The Rise of the Robot Pitchman

Visitors look at Fanuc Robotics Inc.'s M-6iB/6S Solution Arm at the International Robot Exhibition in Tokyo, Wednesday, November 30, 2005.

At one time it seemed like everywhere we looked we were seeing some animated baby mouth trying to sell us something. If it wasn’t a baby, it was an animal. We couldn’t trade stocks, buy insurance or sign-up for phone service without having some ridiculously cute, but somewhat creepy uber-intelligent and anthropomorphized being whispering tag lines into our brains.
Recently, it feels like the tide is starting to shift, and no, those babies are not growing up into spokestoddlers. The current must-have ad accessory is going a little more high-tech.
Enter the era of the robotic shill.

Robots are au courant. Robots are the future. But can robots make a brand Somewhere the robotic head of Philip K. Dick is smiling.
Companies from Cadillac to Maker's Mark are utilizing automatons to make us think that not only are they the brands of today, but instead are furtively grasping at the future. And to be clear, we are not talking about CGI hyper-real fiction droids like Svedka’s discontinued Fembot. These are real, bread and butter, build-me-a-Tesla-type robots. Ones that, if we are not careful, may evolve into Skynet.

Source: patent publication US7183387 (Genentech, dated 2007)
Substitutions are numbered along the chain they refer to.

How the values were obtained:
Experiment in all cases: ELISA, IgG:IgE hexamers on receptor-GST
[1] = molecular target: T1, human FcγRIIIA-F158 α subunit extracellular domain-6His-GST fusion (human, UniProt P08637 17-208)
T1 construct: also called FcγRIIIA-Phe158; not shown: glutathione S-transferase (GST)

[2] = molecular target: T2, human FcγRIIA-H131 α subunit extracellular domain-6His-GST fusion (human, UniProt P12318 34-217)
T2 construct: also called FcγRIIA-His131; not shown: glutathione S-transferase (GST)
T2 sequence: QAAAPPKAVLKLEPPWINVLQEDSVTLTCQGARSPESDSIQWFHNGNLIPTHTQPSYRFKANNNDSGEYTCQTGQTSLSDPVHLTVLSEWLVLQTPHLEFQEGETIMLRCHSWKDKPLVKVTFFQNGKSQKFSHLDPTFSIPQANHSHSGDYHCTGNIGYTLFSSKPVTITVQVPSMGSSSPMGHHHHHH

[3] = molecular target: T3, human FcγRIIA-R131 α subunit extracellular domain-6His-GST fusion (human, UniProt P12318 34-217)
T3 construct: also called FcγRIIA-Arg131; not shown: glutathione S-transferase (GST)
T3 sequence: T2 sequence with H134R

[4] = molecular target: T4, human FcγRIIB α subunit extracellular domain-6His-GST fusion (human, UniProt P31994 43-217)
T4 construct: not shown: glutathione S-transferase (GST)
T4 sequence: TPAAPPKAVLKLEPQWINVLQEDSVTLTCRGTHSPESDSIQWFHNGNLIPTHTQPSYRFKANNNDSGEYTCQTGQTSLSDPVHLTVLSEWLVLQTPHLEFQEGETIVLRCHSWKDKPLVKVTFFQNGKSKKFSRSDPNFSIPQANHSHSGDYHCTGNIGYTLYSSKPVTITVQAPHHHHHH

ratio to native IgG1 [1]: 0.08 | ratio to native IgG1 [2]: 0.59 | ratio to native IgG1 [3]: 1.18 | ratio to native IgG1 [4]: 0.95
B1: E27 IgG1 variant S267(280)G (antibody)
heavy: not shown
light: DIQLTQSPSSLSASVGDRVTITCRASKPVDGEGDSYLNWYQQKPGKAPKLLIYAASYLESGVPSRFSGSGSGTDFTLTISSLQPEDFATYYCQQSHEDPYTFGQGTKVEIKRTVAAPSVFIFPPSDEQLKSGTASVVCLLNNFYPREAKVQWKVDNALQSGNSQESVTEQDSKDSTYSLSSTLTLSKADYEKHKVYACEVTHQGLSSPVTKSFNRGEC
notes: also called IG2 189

Maker's Mark



Even the robotics companies themselves are getting into the action. Kuka Robot Group scored a huge viral win when a video of one of its robots playing ping pong against former number one world champion Timo Ball passed five million views and set the reddit technology threads ablaze.

Kuka vs Timo Ball

Similarly, iRobot is paying to show us that their robots are as welcome in the house as they are in the latest Homeland Security situation.
GE recently dusted off the robots of our nostalgic past to sell its path to future innovation.

And it is not just in advertising that we are seeing robots taking center stage. One of the most buzzed about short films of the last 12 months was Bot & Dolly’s BOX, which combines the hot technology of recent years, projection mapping, with a few well-choreographed articulated actors.

Seeing that the era of the automated may be upon us, perhaps the next time you are casting for your next 30-second masterpiece, you should avoid Hollywood and the New York runway scene and set your sights on the abandoned auto factories of Detroit instead, they work cheap.

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